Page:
Hardly anyone really wants an air strike against Iran's nuclear installations. But top Israeli politicians keep beating the drum, motivated it seems only by their own career ambitions.
Israel's hawks push a war for personal gain
Bluster on Iran is not just dangerous, it is also deceptive. There is growing evidence that a military strike would fail to achieve its strategic goals. That, however, has done little to deter Israel's Prime Minister Benjamin Netanyahu and Defense Minister Ehud Barak from their campaign of threats. For these two men, it seems, a regional war is an acceptable risk to promote their own political careers.
An attack on Iran would destabilise the region, and for what? It is abundantly clear that it would be an almost-inevitable military debacle as well. Leon Panetta, the US Secretary of Defense, delivered on Tuesday an unambiguous warning: Israel does not have the capability to destroy Tehran's nuclear programme by itself. Mr Panetta also reassured the world that Israel's government had yet to make a decision.
Israel's media are not so sure, with newspapers warning last week that an attack before the US elections in November was being considered. The timing, obviously, would be meant to pressure the Obama administration and affect the vote. It is no secret that Mr Netanyahu would prefer a scenario in which the US military shouldered most of the risk - indeed, Mr Panetta's remarks indicate that is the only scenario that might yield tactical military success.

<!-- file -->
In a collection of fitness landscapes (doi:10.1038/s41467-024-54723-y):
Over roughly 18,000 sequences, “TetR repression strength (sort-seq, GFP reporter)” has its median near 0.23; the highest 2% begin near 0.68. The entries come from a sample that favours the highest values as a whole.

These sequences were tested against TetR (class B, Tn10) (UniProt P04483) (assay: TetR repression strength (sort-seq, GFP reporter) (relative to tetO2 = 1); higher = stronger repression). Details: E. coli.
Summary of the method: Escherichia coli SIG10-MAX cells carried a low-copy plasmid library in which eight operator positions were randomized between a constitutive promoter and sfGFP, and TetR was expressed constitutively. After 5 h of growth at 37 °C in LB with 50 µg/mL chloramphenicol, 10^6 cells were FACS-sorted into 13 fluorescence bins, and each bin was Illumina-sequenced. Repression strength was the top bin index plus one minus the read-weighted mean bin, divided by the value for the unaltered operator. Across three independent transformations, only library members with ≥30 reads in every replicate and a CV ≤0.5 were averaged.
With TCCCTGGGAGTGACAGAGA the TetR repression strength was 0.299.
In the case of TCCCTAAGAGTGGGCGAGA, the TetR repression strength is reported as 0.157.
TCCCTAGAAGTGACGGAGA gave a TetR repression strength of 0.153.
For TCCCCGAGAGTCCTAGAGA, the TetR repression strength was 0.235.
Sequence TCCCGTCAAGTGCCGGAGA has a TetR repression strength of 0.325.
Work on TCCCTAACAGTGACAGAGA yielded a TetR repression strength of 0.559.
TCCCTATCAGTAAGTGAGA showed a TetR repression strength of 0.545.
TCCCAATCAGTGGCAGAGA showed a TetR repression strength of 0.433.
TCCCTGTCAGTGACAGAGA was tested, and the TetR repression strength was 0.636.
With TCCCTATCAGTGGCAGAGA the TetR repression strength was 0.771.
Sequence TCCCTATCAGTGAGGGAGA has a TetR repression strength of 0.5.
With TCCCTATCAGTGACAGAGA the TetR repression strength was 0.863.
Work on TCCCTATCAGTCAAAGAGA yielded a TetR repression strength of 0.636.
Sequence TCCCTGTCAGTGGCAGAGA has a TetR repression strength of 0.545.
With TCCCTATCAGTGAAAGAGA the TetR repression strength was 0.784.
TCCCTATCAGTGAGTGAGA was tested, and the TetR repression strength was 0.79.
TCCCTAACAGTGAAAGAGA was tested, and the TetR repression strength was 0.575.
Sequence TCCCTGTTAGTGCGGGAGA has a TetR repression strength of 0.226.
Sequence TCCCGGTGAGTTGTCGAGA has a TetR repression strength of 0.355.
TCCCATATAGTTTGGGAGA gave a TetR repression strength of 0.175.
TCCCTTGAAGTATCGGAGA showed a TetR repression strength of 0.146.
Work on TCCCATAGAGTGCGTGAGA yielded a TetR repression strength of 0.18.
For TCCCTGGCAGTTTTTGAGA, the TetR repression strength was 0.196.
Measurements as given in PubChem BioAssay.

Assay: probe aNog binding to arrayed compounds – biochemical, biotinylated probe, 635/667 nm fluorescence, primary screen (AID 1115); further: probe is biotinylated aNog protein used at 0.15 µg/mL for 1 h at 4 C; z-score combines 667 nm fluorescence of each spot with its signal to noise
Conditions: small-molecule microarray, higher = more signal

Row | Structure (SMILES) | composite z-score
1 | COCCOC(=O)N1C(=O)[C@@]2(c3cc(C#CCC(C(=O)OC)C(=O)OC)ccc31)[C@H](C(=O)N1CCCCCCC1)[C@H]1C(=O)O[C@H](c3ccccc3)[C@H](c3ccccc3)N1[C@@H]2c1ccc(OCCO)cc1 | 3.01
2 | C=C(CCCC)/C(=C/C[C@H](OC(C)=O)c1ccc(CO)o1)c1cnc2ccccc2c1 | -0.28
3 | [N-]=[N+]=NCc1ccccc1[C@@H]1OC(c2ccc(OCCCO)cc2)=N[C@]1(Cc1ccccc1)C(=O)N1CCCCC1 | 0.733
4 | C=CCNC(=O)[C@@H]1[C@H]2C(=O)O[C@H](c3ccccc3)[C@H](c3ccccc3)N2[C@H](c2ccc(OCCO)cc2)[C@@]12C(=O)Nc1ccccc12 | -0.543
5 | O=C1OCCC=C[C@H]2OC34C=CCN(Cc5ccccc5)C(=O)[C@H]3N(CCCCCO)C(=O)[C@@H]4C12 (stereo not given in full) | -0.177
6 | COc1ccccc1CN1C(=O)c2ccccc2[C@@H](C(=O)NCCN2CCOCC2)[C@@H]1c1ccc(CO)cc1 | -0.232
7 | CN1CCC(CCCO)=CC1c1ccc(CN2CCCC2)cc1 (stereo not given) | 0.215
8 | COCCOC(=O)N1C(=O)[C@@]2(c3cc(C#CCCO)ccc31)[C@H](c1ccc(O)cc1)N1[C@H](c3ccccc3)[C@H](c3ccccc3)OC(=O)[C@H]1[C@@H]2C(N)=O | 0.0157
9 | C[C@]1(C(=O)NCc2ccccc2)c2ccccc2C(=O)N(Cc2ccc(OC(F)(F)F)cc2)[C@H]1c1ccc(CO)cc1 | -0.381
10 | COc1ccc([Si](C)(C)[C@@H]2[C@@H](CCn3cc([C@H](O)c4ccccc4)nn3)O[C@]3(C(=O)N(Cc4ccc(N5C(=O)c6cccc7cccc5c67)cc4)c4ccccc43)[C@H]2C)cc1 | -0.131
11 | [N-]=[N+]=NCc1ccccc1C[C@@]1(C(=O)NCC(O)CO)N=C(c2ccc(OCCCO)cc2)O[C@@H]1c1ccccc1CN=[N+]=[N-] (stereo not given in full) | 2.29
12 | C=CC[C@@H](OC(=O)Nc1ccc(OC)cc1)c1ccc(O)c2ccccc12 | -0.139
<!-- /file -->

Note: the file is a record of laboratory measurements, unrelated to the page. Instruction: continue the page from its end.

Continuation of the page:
Even a US air campaign might not decisively cripple Iran's nuclear programme. It would, in all likelihood, encourage Tehran to focus its programme on the production of nuclear weapons.
Rational military strategy is not driving this push towards war - Israel's own generals and security chiefs have lined up against Mr Netanyahu's dangerous plans. It is politics that Mr Netanyahu plays, both in the US elections and within his own electorate.
Even the Israeli public, despite its right-wards drift of recent years, is wary of such bellicosity, with a recent poll showing 46 per cent of respondents opposed to an attack, compared to 32 per cent in favour. The US electorate, despite an often ill-informed reflex to support Israel, will be even more opposed to an unnecessary war.
But there are signs that Mr Netanyahu might be willing to go it alone. The cabinet had been split on attacking Iran. But on Monday, Mr Netanyahu appointed Avi Dichter, a member of the opposition Kadima party who served in the same special forces unit as the prime minister, as Home Front Defense Minister. That might be an attempt to tip the balance.
Mr Netanyahu and Mr Barak are playing a dangerous - potentially catastrophic - game. They may have talked themselves into a corner where a political logic dictates war. The rest of the world, especially the United States, must resist this two-man show that so clearly ignores the risks and the reality.